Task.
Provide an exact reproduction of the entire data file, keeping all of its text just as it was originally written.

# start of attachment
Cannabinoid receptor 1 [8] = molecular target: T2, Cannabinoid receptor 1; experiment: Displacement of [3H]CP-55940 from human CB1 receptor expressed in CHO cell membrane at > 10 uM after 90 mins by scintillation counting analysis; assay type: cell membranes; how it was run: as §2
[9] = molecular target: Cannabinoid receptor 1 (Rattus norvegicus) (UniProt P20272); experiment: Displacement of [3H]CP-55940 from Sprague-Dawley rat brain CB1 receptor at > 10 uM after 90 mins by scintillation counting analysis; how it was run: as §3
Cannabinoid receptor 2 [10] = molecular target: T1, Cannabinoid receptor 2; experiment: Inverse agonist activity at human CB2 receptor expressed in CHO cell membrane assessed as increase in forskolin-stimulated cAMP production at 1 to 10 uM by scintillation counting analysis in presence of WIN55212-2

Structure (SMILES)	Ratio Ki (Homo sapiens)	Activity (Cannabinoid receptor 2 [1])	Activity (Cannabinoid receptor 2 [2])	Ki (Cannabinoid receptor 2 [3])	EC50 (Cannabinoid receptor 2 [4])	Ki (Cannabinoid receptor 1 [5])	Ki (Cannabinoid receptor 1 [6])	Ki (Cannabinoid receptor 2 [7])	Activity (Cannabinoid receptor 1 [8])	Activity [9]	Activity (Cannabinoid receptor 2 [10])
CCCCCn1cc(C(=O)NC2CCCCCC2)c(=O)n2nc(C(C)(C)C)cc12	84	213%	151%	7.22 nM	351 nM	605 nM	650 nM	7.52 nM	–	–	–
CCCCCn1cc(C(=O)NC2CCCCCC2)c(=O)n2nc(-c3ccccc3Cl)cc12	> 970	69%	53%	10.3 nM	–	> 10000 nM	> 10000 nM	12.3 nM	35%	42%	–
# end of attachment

Cannabinoid receptor 1 [8] = molecular target: T2, Cannabinoid receptor 1; experiment: Displacement of [3H]CP-55940 from human CB1 receptor expressed in CHO cell membrane at > 10 uM after 90 mins by scintillation counting analysis; assay type: cell membranes; how it was run: as §2
[9] = molecular target: Cannabinoid receptor 1 (Rattus norvegicus) (UniProt P20272); experiment: Displacement of [3H]CP-55940 from Sprague-Dawley rat brain CB1 receptor at > 10 uM after 90 mins by scintillation counting analysis; how it was run: as §3
Cannabinoid receptor 2 [10] = molecular target: T1, Cannabinoid receptor 2; experiment: Inverse agonist activity at human CB2 receptor expressed in CHO cell membrane assessed as increase in forskolin-stimulated cAMP production at 1 to 10 uM by scintillation counting analysis in presence of WIN55212-2

Structure (SMILES)	Ratio Ki (Homo sapiens)	Activity (Cannabinoid receptor 2 [1])	Activity (Cannabinoid receptor 2 [2])	Ki (Cannabinoid receptor 2 [3])	EC50 (Cannabinoid receptor 2 [4])	Ki (Cannabinoid receptor 1 [5])	Ki (Cannabinoid receptor 1 [6])	Ki (Cannabinoid receptor 2 [7])	Activity (Cannabinoid receptor 1 [8])	Activity [9]	Activity (Cannabinoid receptor 2 [10])
CCCCCn1cc(C(=O)NC2CCCCCC2)c(=O)n2nc(C(C)(C)C)cc12	84	213%	151%	7.22 nM	351 nM	605 nM	650 nM	7.52 nM	–	–	–
CCCCCn1cc(C(=O)NC2CCCCCC2)c(=O)n2nc(-c3ccccc3Cl)cc12	> 970	69%	53%	10.3 nM	–	> 10000 nM	> 10000 nM	12.3 nM	35%	42%	–